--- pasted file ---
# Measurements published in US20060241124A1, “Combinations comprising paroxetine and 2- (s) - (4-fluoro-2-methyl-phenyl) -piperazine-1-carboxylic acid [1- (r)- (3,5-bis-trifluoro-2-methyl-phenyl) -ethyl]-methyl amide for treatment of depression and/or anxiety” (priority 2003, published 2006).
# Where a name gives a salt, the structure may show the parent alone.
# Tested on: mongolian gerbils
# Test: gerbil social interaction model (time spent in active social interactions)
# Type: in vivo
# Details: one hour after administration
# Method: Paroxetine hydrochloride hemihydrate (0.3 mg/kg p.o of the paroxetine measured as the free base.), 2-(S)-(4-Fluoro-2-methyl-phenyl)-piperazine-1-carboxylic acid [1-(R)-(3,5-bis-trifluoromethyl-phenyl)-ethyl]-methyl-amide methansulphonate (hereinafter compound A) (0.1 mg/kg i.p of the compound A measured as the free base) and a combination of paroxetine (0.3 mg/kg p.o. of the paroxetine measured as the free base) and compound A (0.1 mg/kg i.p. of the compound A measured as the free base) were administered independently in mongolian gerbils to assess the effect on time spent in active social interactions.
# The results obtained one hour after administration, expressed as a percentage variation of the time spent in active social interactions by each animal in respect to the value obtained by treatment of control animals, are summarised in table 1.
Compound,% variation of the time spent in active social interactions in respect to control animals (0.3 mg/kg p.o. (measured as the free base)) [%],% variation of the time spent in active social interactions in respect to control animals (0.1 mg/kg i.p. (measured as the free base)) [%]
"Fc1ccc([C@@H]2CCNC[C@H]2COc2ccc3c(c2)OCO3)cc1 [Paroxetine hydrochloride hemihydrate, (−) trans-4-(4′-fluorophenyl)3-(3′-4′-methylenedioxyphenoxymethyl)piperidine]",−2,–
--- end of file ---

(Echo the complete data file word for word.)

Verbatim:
# Measurements published in US20060241124A1, “Combinations comprising paroxetine and 2- (s) - (4-fluoro-2-methyl-phenyl) -piperazine-1-carboxylic acid [1- (r)- (3,5-bis-trifluoro-2-methyl-phenyl) -ethyl]-methyl amide for treatment of depression and/or anxiety” (priority 2003, published 2006).
# Where a name gives a salt, the structure may show the parent alone.
# Tested on: mongolian gerbils
# Test: gerbil social interaction model (time spent in active social interactions)
# Type: in vivo
# Details: one hour after administration
# Method: Paroxetine hydrochloride hemihydrate (0.3 mg/kg p.o of the paroxetine measured as the free base.), 2-(S)-(4-Fluoro-2-methyl-phenyl)-piperazine-1-carboxylic acid [1-(R)-(3,5-bis-trifluoromethyl-phenyl)-ethyl]-methyl-amide methansulphonate (hereinafter compound A) (0.1 mg/kg i.p of the compound A measured as the free base) and a combination of paroxetine (0.3 mg/kg p.o. of the paroxetine measured as the free base) and compound A (0.1 mg/kg i.p. of the compound A measured as the free base) were administered independently in mongolian gerbils to assess the effect on time spent in active social interactions.
# The results obtained one hour after administration, expressed as a percentage variation of the time spent in active social interactions by each animal in respect to the value obtained by treatment of control animals, are summarised in table 1.
Compound,% variation of the time spent in active social interactions in respect to control animals (0.3 mg/kg p.o. (measured as the free base)) [%],% variation of the time spent in active social interactions in respect to control animals (0.1 mg/kg i.p. (measured as the free base)) [%]
"Fc1ccc([C@@H]2CCNC[C@H]2COc2ccc3c(c2)OCO3)cc1 [Paroxetine hydrochloride hemihydrate, (−) trans-4-(4′-fluorophenyl)3-(3′-4′-methylenedioxyphenoxymethyl)piperidine]",−2,–